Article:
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© 2014

Principles of Astrophysics

Using Gravity and Stellar Physics to Explore the Cosmos

Part of the Undergraduate Lecture Notes in Physics book series (ULNP)

Table of contents

  1. Front Matter
    Pages i-xxi
  2. Charles Keeton
    Pages 1-17
  3. Using Gravity and Motion to Measure Mass

    1. Front Matter
      Pages 19-19
    2. Charles Keeton
      Pages 21-34
    3. Charles Keeton
      Pages 35-51
    4. Charles Keeton
      Pages 53-78
    5. Charles Keeton
      Pages 79-88
    6. Charles Keeton
      Pages 89-98
    7. Charles Keeton
      Pages 99-126
    8. Charles Keeton
      Pages 127-142
    9. Charles Keeton
      Pages 143-175
    10. Charles Keeton
      Pages 177-219
    11. Charles Keeton
      Pages 221-239
  4. Using Stellar Physics to Explore the Cosmos

    1. Front Matter
      Pages 241-241
    2. Charles Keeton
      Pages 243-261
    3. Charles Keeton
      Pages 263-283
    4. Charles Keeton
      Pages 285-297
    5. Charles Keeton
      Pages 299-324
    6. Charles Keeton
      Pages 325-350
    7. Charles Keeton
      Pages 351-364

About this book

Introduction

This book gives a survey of astrophysics at the advanced undergraduate level.  It originates from a two-semester course sequence at Rutgers University that is meant to appeal not only to astrophysics students but also more broadly to physics and engineering students.  The organization is driven more by physics than by astronomy; in other words, topics are first developed in physics and then applied to astronomical systems that can be investigated, rather than the other way around.

The first half of the book focuses on gravity.  Gravity is the dominant force in many astronomical systems, so a tremendous amount can be learned by studying gravity, motion and mass.  The theme in this part of the book, as well as throughout astrophysics, is using motion to investigate mass.  The goal of Chapters 2-11 is to develop a progressively richer understanding of gravity as it applies to objects ranging from planets and moons to galaxies and the universe as a whole. The second half uses other aspects of physics to address one of the big questions.   While “Why are we here?” lies beyond the realm of physics, a closely related question is within our reach: “How did we get here?”  The goal of Chapters 12-21 is to understand the physics behind the  remarkable story of how the Universe, Earth and life were formed. This book assumes familiarity with vector calculus and introductory physics (mechanics, electromagnetism, gas physics and atomic physics); however, all of the physics topics are reviewed as they come up (and vital aspects of vector calculus are reviewed in the Appendix).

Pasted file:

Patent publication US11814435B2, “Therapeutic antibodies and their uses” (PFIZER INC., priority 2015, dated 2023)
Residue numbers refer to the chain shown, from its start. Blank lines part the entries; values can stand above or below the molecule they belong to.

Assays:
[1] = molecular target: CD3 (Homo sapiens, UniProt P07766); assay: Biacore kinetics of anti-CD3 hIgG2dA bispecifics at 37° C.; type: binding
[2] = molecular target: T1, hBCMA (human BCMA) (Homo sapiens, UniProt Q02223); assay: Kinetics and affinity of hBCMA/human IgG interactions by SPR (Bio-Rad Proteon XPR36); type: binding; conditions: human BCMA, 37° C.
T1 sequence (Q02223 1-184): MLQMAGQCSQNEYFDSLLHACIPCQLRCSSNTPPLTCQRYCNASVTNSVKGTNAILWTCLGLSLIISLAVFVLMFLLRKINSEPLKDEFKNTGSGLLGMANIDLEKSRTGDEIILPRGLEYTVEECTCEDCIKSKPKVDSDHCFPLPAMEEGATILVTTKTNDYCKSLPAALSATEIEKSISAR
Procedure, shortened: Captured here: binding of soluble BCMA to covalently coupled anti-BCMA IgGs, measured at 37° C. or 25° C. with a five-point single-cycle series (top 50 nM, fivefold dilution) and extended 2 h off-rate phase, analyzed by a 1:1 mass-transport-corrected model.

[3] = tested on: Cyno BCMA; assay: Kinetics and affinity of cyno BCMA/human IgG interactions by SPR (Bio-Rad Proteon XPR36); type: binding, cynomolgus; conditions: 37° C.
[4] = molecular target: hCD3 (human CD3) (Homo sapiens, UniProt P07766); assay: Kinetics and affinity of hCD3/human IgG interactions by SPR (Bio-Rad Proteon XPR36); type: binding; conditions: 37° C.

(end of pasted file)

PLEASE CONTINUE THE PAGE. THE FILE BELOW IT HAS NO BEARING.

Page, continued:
This volume is aimed at undergraduate students majoring in astrophysics, physics or engineering.

Keywords

Astrophysical Estimation Techniques Celestial Mechanics Cosmological Expansion General Relativity Theory Gravitational Problems Special Relativity Theory Stellar Properties Tidal Forces Explained

Authors and affiliations

  1. 1.Physics & Astronomy DepartmentRutgers UniversityPiscatawayUSA

About the authors

Charles Keeton earned a B.A. in Physics (summa cum laude) from Cornell University in 1994, and a Ph.D. in Physics from Harvard University in 1998. He held the Bart J. Bok Fellowship at the University of Arizona and a NASA Hubble Fellowship at the University of Chicago before joining the faculty of Rutgers University in 2004. Keeton has published 89 refereed journal articles in major international astronomy journals. He has received the following awards:
•2007: Rutgers Society of Physics Students, Outstanding Teacher Award
•2010: White House, Presidential Early Career Award for Scientists and Engineers
•2010: Rutgers University, Presidential Fellowship for Teaching Excellence
•2010: Rutgers University, Board of Trustees Fellowship for Scholarly Excellence
In 2011, Keeton was named Faculty Director of the Aresty Research Center for Undergraduates at Rutgers University.

Bibliographic information

Reviews

From the book reviews:

“The book is divided into two parts, each part corresponding to a one semester course. … This book is an excellent introduction to astrophysics. It can be used as a text for courses on the subject. Problems are included at the end of each chapter with solutions in the back. Also, each chapter ends with a list of references for further study.” (Stephen Wollman, zbMATH, Vol. 1302, 2015)